For a time the city authorities held to the belief that the city could not spare the money to build any useful part of the network of subway routes projected. Later, however, they concluded that something must be done and therefore authorized a call for bids on a short section, namely, part of the Fourth Avenue line lying in Brooklyn extending southerly from the Manhattan Bridge about two miles. The Rapid Transit Commission definitely resolved to call for bids for construction of this section only a few weeks before the Commission was put out of office and superseded by the newly established Public Service Commission (July, 1907). Bids for building this section known as the Fourth Avenue subway, were again delayed by various incidents for ten months longer. Finally in May, 1908, the Public Service Commission received bids on detailed plans worked out by the Commission engineers, and awarded contracts. The idea at this time was to take up more extensive subway work, probably the Lexington Ave. route first of all, as soon as the Fourth Avenue work was started.

Dissensions Among City Authorities

A characteristic of the state of affairs during the next two years was a marked lack of harmony between the Board of Estimate the new Public Service Commission. This was evidenced in disagreements and disputes, at other times merely in inactivity. The condition is responsible in large part for the fact that the Fourth Avenue subway was delayed for two years and further work for nearly three.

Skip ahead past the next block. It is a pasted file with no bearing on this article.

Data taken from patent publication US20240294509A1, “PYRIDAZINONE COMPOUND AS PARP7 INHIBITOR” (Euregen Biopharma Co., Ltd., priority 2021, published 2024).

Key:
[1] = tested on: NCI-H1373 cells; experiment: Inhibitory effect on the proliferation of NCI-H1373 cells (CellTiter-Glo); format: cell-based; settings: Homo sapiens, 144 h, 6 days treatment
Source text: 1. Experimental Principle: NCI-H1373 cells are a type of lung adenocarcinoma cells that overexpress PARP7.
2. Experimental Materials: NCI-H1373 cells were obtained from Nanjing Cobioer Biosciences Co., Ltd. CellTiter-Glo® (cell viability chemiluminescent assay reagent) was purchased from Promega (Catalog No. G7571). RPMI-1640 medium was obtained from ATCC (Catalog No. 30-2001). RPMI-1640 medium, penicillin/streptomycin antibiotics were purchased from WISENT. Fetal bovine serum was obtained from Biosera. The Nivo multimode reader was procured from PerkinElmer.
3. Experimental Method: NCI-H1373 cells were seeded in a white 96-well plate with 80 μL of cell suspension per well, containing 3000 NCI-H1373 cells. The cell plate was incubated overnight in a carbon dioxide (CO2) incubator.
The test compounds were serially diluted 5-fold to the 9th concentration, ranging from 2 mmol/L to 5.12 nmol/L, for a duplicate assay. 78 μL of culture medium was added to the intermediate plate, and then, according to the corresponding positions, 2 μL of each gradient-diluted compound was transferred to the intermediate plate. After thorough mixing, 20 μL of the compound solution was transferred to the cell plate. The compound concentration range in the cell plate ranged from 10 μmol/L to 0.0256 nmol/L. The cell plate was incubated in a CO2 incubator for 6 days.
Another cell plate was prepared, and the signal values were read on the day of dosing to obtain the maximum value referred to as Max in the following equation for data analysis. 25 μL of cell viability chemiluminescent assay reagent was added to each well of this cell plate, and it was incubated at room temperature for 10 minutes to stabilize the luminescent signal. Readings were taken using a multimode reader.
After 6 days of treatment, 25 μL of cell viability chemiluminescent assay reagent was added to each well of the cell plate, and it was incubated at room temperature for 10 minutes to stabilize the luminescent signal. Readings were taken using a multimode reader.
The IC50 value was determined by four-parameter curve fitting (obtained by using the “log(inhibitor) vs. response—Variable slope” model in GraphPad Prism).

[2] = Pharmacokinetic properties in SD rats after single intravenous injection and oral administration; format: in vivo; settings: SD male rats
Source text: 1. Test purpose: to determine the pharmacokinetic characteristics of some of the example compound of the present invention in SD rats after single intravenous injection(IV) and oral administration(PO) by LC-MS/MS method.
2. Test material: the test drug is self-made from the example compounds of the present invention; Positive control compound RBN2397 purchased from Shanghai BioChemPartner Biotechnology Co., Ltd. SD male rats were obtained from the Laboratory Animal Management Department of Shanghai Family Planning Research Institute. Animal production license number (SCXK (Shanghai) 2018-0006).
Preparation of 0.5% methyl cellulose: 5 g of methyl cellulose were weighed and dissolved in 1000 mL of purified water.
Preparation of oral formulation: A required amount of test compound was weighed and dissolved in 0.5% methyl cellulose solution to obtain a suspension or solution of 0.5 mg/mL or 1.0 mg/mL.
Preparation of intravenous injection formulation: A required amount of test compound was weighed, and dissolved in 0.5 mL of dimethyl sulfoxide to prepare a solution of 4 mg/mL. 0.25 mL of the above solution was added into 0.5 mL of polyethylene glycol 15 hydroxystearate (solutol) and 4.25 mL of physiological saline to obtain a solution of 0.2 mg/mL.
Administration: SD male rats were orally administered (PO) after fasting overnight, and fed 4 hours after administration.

The Debt Limit Dispute

The Fourth Avenue subway having already been delayed by various trifles from July, 1907, to May 1908, was held up 18 months longer by a curious dispute originating among the city officials. This city's margin of bonding was conceded to be in excess of 15 or 16 million dollars, the approximate cost of the Fourth Avenue line, but one proclaimed that this margin would be consumed by more direct needs than subway work. There being a legal doubt as to what bonds of the city should be included in the debt computation, the matter was taken to court and first of all an injunction against the Board of Estimate was asked for and obtained, prohibiting it from sanctioning the contracts until decision should be rendered. The litigation lasted until October 1909, and no subway work was done in the meantime.

A favorable decision on the debt limit question left the city free to go ahead with the Fourth Avenue work. Just before the 1909 election, which brought a new party into power the Board of Estimate approved the contracts awarded nearly two years before. The bidders took up the contracts in spite of the lapse of time, and by December, 1909, work was started along the whole length of the Fourth Avenue section.

The judicial investigation had shown, moreover, that the city had a bond-issue margin which would suffice for much more subway work than merely that on Fourth Avenue. During the five years since the first subway was opened to traffic, the inadequacy of the latter to handle the growing transit needs was evident more and more strongly, since the conditions of crowding in the subway have for two years past surpassed the notorious crowding which prevailed at the Brooklyn Bridge terminal before the Battery Tunnel was opened. For these reasons it was clear, immediately after the court decision, that the construction of a new north-south subway in Manhattan should be undertaken at once.

Last Legal Delay Removed